As a movie based on homosexuality I was looking forward to a revolutionary film about the struggles a mixed-race, homosexual couple face in modern society, especially when it is based around coming out to parents. Going into this film, I thought that I would be witnessing something very moving, which would inspire viewers not to be afraid. Instead, it was anti-climactic and slightly disappointing.
Lilting is a film which is based largely upon the death of a man named Kai, son of Junn and boyfriend of Richard. Kai’s death is a turning point for Richard, and on the day of his death Kai was supposed to come out to his mother. Richard befriended Junn and hired a translator to help with their communication, and the rest of the film was a waiting game. It was clear to viewers that Richard had wanted to Kai to come out from the beginning, but for some reason Kai was afraid to tell his mother because he knew that she did not appreciate Richard. Junn is a very strong woman, however she tends to struggle with cultural appropriation. She has a difficult time adapting to the elements of an English country after coming from somewhere so different. This is a large aspect to her character, as it often causes her to become frustrated at the lack of communication she is able to have with others. At the beginning she is made to seem as a very binary thinking woman, which causes viewers to believe that is the reason why Kai cannot bring himself to tell her the truth about Richard. This is where the film could be considered moving. Junn was unaware of who Richard was when he befriended her, and throughout the movie, we see Richard and Junn develop a solid friendship, where each respect each other equally. This is an interesting aspect of the film because it shows that homosexuals are not lesser than heterosexuals just because they are attracted to the same gender. By taking away the aspect of sexuality, viewers were able to see a deeper connection between two strangers which should never be altered based on an individual’s personal preferences. When Richard finally told Junn about his relationship with her son, her reaction was very calm, however left me, as a viewer, very unsure of whether or not she was okay with the news she was given. The scene was somewhat complicated and unclear and could have been more direct.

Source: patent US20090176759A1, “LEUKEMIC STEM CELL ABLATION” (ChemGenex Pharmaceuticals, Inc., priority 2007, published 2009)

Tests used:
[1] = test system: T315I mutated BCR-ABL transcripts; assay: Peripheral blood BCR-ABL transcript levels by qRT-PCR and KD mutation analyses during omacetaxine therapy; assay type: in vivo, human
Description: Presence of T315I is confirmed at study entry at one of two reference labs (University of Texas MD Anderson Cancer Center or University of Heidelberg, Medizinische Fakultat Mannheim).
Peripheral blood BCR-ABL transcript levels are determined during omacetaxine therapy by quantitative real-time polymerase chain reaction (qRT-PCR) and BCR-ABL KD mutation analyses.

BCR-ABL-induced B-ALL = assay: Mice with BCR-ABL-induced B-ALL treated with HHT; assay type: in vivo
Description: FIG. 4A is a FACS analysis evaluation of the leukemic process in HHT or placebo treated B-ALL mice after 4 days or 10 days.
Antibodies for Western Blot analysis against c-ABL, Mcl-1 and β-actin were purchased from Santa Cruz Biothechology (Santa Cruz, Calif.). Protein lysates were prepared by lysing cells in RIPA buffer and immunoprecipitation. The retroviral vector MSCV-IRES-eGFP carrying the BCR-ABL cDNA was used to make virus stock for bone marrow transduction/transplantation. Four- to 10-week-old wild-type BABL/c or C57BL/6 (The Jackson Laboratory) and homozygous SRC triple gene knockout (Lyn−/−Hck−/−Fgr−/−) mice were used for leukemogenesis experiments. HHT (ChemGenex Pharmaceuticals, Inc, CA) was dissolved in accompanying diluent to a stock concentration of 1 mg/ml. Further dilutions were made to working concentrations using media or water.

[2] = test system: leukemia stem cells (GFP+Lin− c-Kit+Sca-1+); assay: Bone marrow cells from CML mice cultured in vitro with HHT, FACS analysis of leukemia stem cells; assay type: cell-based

Although there is not much focus on Kai in particular, viewers could potentially feel more empathy towards him as his character is a clear form of intersectionality, given that he is both an Asian homosexual man. Both Asian’s and homosexual tend to be looked down upon by parts of society, and this therefore gives his character more of a depth and sympathetic vibe than others. As a viewer it would have been nice to be able to see the ways in which Kai’s mother reacted to his coming out.
However, there is not all bad to say about the movie. The synthesis of emotion and intersectional in this film come together to create something that is moving. It gives viewers a sense of reality, and that there is more to life than the material things. It is also a very moving look into what life is like after the loss of a loved one, and the ways social construction affect different groups of people. In a scene with Junn and her English lover Richard, it is clear how little effort her nursing home puts in towards ensuring her happiness, as there is no one around who speaks the same language as her to help them communicate. Richard has to hire his own translator so she can communicate easier in order to help her enjoy her time in England more. Overall, I believe that although this film was slow and lacking detail and inspiration, it was still very well done and proved to readers that there is still a lot of work to be done in regards to the acceptance of all types of people within society.
The experience I had at the film festival was something that I have never experienced before. Never could I have imagined being surrounded by so many people who were obviously so accepting and understanding of otherwise controversial topics. The audience was a certain crowd that one does not experience every day. The festival was definitely something that I would consider attending again.